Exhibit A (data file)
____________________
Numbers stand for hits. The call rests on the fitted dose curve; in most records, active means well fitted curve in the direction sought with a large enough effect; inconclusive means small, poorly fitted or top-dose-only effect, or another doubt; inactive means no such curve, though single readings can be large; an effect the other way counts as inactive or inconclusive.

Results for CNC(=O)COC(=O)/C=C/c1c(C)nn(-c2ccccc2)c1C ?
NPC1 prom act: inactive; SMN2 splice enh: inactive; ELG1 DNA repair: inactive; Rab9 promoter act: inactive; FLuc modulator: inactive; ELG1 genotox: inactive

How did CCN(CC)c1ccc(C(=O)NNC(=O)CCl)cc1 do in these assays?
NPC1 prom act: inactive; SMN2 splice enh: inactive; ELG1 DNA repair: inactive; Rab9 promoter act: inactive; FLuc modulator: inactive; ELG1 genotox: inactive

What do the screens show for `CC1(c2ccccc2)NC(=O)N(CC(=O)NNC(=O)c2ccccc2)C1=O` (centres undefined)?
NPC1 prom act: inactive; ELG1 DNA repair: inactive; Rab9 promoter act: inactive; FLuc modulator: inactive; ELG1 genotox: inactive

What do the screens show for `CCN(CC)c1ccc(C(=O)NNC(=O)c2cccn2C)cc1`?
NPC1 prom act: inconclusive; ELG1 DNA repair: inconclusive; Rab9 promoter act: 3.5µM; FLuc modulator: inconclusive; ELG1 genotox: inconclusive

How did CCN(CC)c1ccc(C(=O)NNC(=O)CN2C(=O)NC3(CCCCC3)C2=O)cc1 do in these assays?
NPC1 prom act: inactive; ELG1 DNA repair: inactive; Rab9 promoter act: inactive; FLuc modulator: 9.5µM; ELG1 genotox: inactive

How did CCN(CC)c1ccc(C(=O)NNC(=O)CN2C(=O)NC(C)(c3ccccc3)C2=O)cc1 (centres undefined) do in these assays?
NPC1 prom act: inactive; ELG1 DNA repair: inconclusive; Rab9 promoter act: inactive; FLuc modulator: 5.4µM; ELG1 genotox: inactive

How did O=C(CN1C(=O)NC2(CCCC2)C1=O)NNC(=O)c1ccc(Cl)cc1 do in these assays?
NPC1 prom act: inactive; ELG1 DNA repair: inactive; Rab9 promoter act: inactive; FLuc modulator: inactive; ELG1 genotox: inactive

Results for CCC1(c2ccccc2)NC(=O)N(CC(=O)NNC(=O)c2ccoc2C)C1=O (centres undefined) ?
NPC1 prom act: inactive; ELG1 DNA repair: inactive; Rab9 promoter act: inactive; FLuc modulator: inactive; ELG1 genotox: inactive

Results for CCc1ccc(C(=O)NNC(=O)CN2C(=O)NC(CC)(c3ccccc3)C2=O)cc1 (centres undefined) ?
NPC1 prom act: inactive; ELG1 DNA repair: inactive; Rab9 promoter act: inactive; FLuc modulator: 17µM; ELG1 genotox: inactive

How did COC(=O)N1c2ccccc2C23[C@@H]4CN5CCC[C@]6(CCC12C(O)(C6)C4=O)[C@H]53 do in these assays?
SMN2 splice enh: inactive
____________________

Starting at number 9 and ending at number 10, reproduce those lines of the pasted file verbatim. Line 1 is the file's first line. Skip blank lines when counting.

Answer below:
NPC1 prom act: inconclusive; ELG1 DNA repair: inconclusive; Rab9 promoter act: 3.5µM; FLuc modulator: inconclusive; ELG1 genotox: inconclusive

How did CCN(CC)c1ccc(C(=O)NNC(=O)CN2C(=O)NC3(CCCCC3)C2=O)cc1 do in these assays?